Its confusing when Lego say that the payment won't come out until dispatch, because in effect it already has done, and the money is put aside until they authorise despatch

  • DadDad UKMember Posts: 815
    ^ This.

    My [email protected] order for a single RI has changed from Backordered to In Process. Hopefully I'll be getting it soon :-)

    Mines been 'in process' since August 1st!!!

  • starwarfan77starwarfan77 Member Posts: 341
    Dad said:

    ^ This.

    My [email protected] order for a single RI has changed from Backordered to In Process. Hopefully I'll be getting it soon :-)

    Mines been 'in process' since August 1st!!!

    you should call them and find out what's going on.

    there is too much shenanigan with the way TLG processes order.

    in short i have called them and logical reasoning and proof i have been able to get the order shipped within next business day.
    i am not saying it happened with RI but with some other set.

    madforLEGO
  • LostInTranslationLostInTranslation UKMember Posts: 5,568
    Dad said:

    ^ This.

    My [email protected] order for a single RI has changed from Backordered to In Process. Hopefully I'll be getting it soon :-)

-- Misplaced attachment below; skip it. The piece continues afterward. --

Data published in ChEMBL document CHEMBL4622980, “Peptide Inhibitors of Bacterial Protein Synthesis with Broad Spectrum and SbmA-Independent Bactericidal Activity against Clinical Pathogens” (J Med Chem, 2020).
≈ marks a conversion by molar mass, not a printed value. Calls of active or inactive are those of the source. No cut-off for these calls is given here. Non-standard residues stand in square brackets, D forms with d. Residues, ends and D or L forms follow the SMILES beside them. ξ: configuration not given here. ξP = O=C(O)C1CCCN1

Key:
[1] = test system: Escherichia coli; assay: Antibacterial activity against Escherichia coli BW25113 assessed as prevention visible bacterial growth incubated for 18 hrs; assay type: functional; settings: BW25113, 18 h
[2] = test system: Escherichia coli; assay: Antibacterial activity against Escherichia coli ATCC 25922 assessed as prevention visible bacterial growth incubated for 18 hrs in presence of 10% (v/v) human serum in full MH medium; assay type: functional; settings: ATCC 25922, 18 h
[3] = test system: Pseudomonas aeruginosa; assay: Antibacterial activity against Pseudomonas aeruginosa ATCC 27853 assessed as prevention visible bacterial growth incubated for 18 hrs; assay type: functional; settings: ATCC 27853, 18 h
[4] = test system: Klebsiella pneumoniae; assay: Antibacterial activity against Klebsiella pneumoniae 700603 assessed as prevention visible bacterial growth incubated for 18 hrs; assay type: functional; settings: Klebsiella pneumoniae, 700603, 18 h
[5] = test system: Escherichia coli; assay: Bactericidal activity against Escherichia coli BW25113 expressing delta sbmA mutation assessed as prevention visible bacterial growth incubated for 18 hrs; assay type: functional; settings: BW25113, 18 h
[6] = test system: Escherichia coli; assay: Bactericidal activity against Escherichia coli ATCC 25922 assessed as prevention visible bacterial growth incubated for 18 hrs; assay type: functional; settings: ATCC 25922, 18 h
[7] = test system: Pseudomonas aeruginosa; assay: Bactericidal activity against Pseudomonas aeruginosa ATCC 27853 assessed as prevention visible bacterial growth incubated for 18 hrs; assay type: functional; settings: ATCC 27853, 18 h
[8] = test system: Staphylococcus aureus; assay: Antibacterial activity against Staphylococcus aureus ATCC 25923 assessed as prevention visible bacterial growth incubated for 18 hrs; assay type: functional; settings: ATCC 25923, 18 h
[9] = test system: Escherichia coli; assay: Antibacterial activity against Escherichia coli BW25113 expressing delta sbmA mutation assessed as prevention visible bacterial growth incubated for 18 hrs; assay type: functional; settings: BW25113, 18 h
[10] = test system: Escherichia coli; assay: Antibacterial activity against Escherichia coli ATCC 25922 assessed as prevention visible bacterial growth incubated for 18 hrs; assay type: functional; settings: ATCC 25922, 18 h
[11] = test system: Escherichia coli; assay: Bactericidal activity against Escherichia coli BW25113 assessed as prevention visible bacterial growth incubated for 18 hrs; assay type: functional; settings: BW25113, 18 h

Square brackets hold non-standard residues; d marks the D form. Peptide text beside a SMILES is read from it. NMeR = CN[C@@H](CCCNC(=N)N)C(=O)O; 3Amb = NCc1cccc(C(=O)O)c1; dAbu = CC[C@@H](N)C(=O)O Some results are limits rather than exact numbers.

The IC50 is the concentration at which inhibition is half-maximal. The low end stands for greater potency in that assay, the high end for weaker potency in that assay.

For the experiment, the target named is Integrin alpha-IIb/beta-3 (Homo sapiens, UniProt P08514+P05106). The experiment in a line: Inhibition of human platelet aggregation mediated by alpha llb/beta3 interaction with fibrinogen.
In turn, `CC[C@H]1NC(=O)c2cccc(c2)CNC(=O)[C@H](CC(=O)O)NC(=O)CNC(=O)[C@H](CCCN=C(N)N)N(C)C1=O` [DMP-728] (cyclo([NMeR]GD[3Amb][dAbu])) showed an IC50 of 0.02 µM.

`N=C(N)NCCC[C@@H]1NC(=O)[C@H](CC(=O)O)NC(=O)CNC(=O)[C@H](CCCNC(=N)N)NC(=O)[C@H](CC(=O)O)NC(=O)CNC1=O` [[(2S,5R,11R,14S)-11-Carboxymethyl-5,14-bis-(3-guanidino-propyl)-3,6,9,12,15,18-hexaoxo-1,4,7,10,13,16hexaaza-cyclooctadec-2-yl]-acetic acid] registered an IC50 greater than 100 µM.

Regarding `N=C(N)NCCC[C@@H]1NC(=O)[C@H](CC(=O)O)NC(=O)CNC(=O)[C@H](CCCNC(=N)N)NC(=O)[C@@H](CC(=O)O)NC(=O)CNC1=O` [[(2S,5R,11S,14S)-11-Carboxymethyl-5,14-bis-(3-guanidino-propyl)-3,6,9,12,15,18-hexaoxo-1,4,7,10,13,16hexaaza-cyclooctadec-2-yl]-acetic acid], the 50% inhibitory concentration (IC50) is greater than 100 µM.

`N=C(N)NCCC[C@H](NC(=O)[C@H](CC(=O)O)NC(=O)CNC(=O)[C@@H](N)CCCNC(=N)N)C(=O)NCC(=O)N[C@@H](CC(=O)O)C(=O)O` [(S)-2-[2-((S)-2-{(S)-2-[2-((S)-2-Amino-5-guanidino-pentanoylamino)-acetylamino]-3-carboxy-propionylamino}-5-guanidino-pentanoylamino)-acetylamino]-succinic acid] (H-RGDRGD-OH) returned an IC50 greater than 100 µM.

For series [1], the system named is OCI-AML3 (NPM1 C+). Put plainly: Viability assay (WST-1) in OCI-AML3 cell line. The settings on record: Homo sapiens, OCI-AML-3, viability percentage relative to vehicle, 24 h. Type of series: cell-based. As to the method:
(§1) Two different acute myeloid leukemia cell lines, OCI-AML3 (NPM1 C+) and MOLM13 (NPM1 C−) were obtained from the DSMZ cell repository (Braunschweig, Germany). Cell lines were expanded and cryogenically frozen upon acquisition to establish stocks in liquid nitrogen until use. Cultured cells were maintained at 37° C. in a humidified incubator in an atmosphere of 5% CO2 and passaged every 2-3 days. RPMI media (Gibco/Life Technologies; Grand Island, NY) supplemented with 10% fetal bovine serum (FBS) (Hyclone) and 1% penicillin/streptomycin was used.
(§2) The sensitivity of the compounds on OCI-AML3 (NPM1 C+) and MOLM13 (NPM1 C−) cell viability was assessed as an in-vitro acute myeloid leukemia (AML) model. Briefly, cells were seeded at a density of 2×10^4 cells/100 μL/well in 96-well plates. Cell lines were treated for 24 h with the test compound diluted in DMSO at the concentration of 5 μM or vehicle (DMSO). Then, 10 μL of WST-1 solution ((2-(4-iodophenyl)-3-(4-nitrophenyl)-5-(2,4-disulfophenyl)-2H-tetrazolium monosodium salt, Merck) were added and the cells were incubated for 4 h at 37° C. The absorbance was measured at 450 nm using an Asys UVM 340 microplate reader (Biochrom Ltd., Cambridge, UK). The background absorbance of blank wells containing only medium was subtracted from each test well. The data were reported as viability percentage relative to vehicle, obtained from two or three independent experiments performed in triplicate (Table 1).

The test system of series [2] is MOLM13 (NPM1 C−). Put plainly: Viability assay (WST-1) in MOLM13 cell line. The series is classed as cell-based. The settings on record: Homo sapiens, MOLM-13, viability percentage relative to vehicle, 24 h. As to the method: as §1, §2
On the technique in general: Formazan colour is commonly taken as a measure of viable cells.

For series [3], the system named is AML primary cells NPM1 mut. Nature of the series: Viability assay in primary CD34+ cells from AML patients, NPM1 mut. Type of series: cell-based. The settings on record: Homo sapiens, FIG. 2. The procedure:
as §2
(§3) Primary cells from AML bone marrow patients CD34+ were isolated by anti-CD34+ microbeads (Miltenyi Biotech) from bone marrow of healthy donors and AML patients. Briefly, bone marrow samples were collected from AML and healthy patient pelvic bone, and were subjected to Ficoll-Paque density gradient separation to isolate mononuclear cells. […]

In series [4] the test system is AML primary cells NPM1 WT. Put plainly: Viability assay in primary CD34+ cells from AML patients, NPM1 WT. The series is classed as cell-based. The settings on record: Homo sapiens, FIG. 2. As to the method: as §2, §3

Mines been 'in process' since August 1st!!!

    Oh :-(
  • DadDad UKMember Posts: 815
    I picked 2 up at the Manchester store the following week so I suppose the reason I've not called is I'm not too bothered whether they ship them or not. Do need to call and sort it though!!
  • LostInTranslationLostInTranslation UKMember Posts: 5,568
    Order status = Shipped :-))
    cheshirecatSirKevbags
  • BillybrownBillybrown UKMember Posts: 748
    edited August 2014
    If anyone has any spare RI's they are willing to part with, then PM me and let me know how much you want. I'm not getting any dates from Lego. Im told early September for there next delivery but I think that depends on what back orders they have to fill.
  • monkeyhangermonkeyhanger Member Posts: 2,939
    edited August 2014
    Billy: I doubt Lego will ship you more than 5 when (if) they do get stock. You're not so bothered about the Exosuits?
  • BillybrownBillybrown UKMember Posts: 748

    You're not so bothered about the Exosuits?

    I'm sorted with Exosuits. They arrived safe and sound.

  • margotmargot Member Posts: 2,310
    New Yorkers, ready...set....go!
    From a NYT article:
    "A Toys “R” Us spokeswoman, Kathleen Waugh, said in an email that it would be available in about a week at the company’s Times Square and F.A.O. Schwarz stores.".
  • madforLEGOmadforLEGO Chicagoland USMember Posts: 9,782
    edited August 2014
    Thx @margot, but just to be clear what will be available? The 21110 RI or the 21109 Exo Suit (as it seems they tend to leak into one another's thread)